Important: Keep in mind that multi-factor unlock is an extension on Windows Hello for Business. That means that the request for the second unlock factor will only come when using one of the specified first unlock factors. When for example using username-password, or FIDO2 security keys, there will be no request for a second unlock factor. Make sure to align the available credential provider with the required behavior.

More information

For more information about Windows Hello for Business multi-factor unlock and and the different configuration options, refer to the following docs.

9 thoughts on “Configuring Windows Hello for Business multi-factor unlock”

  1. We are experiencing users forgetting more and more their passwords because of the use of Windows Hello for Business. Is there an easy way of introducing their account passwords as an additional needed factor once a week or similar so that they keep using them?

    Reply
    • Hi David,
      There not something like that in combination with Windows Hello. Also, isn’t that what you want to achieve? The user not knowing their password, means that they don’t use it anymore.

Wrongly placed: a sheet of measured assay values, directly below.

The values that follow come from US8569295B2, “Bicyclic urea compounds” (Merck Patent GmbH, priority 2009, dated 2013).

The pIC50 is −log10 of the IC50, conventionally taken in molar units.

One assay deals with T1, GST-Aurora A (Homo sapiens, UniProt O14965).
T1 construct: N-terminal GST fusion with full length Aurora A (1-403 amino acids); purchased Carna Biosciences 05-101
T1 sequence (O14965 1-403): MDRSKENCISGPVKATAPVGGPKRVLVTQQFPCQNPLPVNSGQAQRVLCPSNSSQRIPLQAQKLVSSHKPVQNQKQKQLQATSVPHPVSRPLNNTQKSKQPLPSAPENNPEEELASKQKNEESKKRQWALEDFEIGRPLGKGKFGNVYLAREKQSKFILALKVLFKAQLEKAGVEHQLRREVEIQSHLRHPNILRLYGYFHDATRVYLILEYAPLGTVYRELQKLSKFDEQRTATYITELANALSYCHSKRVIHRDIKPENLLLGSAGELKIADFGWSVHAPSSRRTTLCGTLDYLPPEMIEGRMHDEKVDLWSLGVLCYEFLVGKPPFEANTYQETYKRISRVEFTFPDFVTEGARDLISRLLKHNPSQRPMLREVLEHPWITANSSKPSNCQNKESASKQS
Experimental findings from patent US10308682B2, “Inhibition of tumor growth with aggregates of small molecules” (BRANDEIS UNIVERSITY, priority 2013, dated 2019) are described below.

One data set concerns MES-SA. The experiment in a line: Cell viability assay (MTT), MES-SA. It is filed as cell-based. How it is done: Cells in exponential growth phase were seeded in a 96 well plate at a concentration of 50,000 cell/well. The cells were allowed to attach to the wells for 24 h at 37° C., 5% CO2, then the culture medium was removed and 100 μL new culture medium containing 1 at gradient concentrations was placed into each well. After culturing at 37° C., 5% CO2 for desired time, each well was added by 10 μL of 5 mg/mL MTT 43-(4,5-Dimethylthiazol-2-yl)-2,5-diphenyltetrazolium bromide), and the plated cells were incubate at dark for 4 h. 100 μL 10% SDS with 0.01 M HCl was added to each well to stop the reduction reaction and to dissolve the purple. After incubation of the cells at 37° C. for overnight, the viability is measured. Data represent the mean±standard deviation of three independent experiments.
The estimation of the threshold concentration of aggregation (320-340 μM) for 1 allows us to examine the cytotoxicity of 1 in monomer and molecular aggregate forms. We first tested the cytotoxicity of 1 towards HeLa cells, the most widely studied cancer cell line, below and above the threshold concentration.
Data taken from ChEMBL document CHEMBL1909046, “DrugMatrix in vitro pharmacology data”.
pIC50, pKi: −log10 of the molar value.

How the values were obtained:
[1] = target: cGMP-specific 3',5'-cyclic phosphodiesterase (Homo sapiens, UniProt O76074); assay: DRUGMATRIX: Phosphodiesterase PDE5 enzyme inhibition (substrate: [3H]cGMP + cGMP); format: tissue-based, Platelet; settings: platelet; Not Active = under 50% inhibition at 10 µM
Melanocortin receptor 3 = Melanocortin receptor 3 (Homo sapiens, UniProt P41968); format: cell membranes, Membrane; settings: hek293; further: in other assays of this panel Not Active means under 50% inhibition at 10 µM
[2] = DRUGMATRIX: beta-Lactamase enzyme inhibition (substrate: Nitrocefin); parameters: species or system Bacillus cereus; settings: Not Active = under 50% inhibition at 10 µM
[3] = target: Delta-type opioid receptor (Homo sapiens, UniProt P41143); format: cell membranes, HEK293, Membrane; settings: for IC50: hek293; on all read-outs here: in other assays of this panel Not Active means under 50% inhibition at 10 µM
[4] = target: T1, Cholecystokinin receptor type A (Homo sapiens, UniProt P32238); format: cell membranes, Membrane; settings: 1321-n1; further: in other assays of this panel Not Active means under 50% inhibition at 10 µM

Regards, Peter

      Reply
      • Aren’t there still instances though where Windows Hello for Business won’t pass through the token and an application will still require a password? Sorry, I’m not sure about the terminology.

        Reply
  2. Hello Peter,

    The second factor in combination with pin does not work.
    the login screen with pin saying second factor required for this but it is not accepted while my mobile phone is connected and dynamic lock also is working when i disable bluetooth on my phone.

    Also you say this:
    “Specify {D6886603-9D2F-4EB2-B667-1971041FA96B},{27FBDB57-B613-4AF2-9D7E-4FA7A66C21AD} as value to configure PIN and trusted signal as the allowed second unlock factor credential providers”

    Why do we need to specify the pin again as second factor? cause you say that any credential provider can only be used to satisfy one unlock factor and whe are using it already as the first unlock factor am i right?

    Reply
    • Hi H. Huibers,
      Yes, in this example I’ve configured PIN as both factors. Main reason is to provide combination options to the user. And yes, the user can only use the PIN as a single factor.
      Regards, Peter

      Reply
  3. Hello Peter,

    I configured a policy in Intune with trusted signal as 2nd factor but it is nog working with bluetooth phone and also not with wifi ssid. Kan aanvullende factor niet verifieren. Do you know what can be wrong? I use my phone also for dynamic lock and that is working fine.
    Thanks in advance!

    Reply

Leave a Reply to Pete Mitchell Cancel reply

This site uses Akismet to reduce spam. Learn how your comment data is processed.